Focus your warm-up on your weaknesses—an LPGA Tour example

This article is co-authored with Anne-Lise Bidou.

Anne-Lise is a French physiotherapist (trained in Australia), working on the LPGA Tour. Her current stable of players includes Hannah Green, Lizette Salas, Morgan Pressel, Paula Creamer, Mel Reid, Maria Fassi, Madelene Sagstrom, Mariah Stackhouse, Alena Sharp, Ashleigh Buhai, Laura Gonzalez Escallon and Tiffany Chan.

You can follow Anne-Lise and her life/work on tour: Instagram and Facebook

Golf warm-ups are often generic, vague, and lacklustre when they should be specific, targeted, and performed with intent. It’s the last opportunity you get before playing to get your body moving well, so why not make the most of it?

In this article, we present an example warm-up from Mariah Stackhouse, former Stanford star and emerging LPGA Tour player. Like many recreational golfers, Mariah’s warm-up used to be quite random, with no specific goals or direction and as a result, was rarely performed with much consistency.

When she started seeing Anne-Lise at the start of the 2019 LPGA Tour season, there were a few physical priorities that needed to be addressed:

  • General pain in upper back/neck
  • Pain in lower back when playing or practicing a lot
  • Mobility issues at the ankle, hip, thoracic spine and shoulder joints
  • Instability around the core/low back and scapular/upper back
  • History of left wrist pain

Throughout the 2019 season, whilst focusing on reducing pain and increasing mobility and stability, Mariah’s physical abilities have significantly improved. She no longer suffers from upper-back/neck or low back pain, demonstrated when she played a pain-free stretch of 7 weeks in a row in the middle of summer! 

Mariah recording her best finish on the LPGA Tour – T5 at the ShopRite Classic

As Anne-Lise’s combination of treatment and gym work with Mariah started to yield results, a natural progression was to incorporate some of the exercises into a structured warm-up routine. It made sense to ensure the negative physical tendencies didn’t creep into her golf swing and performance when it mattered most.

Mariah kicks off her warm-up with some basic movement preparation that includes mobility exercises using a foam roller and spiky ball to release the muscles that typically get tight (quads, QL/back extensors, pecs, and calves) and some dynamic stretches targeting the hips, thoracic spine, shoulder, wrist, and ankle. 

What follows are examples of the additional specific warm-up exercises that have been incorporated into her routine, along with the reasons for their inclusion relative to the physical priorities outlined above.

Warm-up Exercise 1: Posture Set with Crab Walks

In order to activate Mariah’s glute muscles (“king in the golf swing” according to Lance Gill) she does a crab walk with mini-band around the knee, combined with posture setting and a scapular (shoulder blade) stability exercise. The GravityFit TPro provides load and stimulus for her shoulder stabilizers as she pushes out against the yellow tubing, whilst making small circles. The part sitting on her upper back is called the backbow, providing awareness and feedback on Mariah’s posture.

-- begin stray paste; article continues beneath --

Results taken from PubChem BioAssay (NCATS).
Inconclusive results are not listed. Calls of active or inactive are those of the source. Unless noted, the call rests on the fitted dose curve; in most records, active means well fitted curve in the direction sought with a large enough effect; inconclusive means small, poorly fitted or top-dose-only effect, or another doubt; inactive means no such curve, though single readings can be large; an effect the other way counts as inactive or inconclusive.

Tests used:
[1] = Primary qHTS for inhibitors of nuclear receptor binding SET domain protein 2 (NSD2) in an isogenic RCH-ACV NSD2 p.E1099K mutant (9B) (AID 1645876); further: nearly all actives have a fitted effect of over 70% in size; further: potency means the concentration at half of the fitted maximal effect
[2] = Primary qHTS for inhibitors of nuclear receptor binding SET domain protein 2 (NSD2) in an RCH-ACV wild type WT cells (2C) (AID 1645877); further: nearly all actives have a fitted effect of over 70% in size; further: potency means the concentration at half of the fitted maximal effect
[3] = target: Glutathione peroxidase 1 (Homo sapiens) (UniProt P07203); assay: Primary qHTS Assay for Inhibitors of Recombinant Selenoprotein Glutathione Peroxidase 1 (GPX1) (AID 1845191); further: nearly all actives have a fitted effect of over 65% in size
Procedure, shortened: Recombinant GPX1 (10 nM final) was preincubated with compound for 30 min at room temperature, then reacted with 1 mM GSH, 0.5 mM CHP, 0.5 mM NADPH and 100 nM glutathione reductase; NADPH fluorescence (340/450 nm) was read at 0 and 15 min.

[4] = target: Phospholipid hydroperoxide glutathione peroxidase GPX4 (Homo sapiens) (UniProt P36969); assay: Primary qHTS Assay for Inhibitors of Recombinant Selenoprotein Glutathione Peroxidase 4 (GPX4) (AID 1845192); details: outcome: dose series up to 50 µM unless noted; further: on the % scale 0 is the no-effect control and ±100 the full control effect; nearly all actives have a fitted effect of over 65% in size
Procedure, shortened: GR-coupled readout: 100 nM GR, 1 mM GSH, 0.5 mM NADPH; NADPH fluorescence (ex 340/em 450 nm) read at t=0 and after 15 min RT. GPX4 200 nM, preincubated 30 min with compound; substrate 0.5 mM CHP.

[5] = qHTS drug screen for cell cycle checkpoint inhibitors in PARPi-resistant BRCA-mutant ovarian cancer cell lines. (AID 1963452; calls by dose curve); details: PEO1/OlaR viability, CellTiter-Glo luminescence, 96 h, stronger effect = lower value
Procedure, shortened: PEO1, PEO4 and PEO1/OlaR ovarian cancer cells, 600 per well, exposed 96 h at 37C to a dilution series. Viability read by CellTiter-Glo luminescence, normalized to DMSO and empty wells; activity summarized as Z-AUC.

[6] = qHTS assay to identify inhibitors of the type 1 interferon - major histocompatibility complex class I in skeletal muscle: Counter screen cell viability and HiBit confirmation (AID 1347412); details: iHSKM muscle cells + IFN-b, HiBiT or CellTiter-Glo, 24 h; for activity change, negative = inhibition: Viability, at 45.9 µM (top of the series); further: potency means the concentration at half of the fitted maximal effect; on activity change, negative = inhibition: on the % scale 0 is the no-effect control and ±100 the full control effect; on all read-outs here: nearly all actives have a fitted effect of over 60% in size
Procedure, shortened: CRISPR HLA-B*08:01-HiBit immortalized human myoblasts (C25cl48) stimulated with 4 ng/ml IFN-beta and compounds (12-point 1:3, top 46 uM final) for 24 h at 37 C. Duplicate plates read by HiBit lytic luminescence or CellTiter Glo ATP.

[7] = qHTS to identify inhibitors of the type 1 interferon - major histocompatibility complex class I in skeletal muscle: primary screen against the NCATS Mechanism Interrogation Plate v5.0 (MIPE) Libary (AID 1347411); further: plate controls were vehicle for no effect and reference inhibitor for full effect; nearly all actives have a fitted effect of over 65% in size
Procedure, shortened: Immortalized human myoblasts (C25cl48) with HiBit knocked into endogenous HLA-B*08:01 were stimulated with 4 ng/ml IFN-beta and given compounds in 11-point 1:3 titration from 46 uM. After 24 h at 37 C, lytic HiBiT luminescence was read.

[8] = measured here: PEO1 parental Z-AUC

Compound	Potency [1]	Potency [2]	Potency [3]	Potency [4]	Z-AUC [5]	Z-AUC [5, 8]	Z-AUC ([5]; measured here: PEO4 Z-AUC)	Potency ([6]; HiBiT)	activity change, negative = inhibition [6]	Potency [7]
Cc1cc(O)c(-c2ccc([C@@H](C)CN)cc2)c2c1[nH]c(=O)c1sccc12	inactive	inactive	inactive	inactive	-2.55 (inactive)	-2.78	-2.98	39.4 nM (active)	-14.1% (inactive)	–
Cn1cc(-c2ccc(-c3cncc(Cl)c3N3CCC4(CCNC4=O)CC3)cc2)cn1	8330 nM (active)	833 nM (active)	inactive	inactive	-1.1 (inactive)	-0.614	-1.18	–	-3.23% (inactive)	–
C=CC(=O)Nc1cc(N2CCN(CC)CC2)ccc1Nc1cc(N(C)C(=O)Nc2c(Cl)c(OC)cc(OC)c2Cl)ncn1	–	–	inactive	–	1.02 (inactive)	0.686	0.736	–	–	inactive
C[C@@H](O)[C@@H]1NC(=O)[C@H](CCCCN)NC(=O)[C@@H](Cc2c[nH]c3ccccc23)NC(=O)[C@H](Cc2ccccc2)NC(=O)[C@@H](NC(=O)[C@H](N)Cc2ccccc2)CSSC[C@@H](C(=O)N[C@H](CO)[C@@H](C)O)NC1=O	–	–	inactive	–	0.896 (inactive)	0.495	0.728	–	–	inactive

Warm-up Exercise 2: Trunk Rotation

The trunk rotation with TPro focuses on upper/lower body dissociation; a very useful movement pattern in the golf swing. This an area that Mariah has focused a lot of effort on, partly due to the relevance to her backswing movement. She knows that an optimal take-away, with good arm-body connection, will set her in a good position from which she can make her ideal move into the downswing. 

 Warm-up Exercise 3: Single Leg Trunk Rotation

This exercise challenges Mariah’s ability to balance whilst rotating; another key focus for her. From a more general perspective, working on proprioception helps to improve neuromuscular function, helping to maximise her movement coordination and energy transfer. 

Warm-up Exercise 4: Backswing

One of the last things Mariah does before heading to the range is to practice a full backswing movement with the TPro. Again, for feedback on posture and shoulder position, whilst also pushing out against the yellow tubing with the aim of maintaining the width in her lead arm.

Additional Reasons for including the TPro in Mariah’s warm-up

Mariah tends to overuse her upper trap, neck and pec muscles to stabilize her head, spine, and shoulders. The TPro is useful due to the constant feedback on posture, along with stimulus to her activate her scapular stabilizers and core muscles (allowing upper trap, neck and pec muscles to relax).

Due to some previous wrist injury, the use of the TPro has also been very effective in preparing the muscles around her hands, wrists, elbows, and shoulders. 

Takeaway

You might want to consider adding a few specific movement preparation exercises to your pre-round routine. The self-massage and stretching will help ensure good range of movement, but switching on the right muscles and rehearsing your desired movement patterns could really help you find your swing earlier in the day!

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